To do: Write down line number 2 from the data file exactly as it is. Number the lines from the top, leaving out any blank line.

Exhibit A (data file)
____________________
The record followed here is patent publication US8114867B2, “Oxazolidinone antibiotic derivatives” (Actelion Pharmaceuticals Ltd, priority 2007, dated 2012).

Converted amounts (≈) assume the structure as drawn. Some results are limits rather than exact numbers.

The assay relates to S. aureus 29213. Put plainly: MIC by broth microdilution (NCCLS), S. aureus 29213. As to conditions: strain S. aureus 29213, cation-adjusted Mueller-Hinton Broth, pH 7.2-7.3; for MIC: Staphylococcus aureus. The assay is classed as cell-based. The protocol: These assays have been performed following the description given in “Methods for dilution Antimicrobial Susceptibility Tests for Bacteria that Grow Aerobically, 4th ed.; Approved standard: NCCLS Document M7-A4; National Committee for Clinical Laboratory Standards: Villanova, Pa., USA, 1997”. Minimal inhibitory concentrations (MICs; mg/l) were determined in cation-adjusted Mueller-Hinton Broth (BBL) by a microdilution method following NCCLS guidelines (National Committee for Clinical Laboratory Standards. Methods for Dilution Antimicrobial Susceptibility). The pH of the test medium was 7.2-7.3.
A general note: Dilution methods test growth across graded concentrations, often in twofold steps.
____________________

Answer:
Converted amounts (≈) assume the structure as drawn. Some results are limits rather than exact numbers.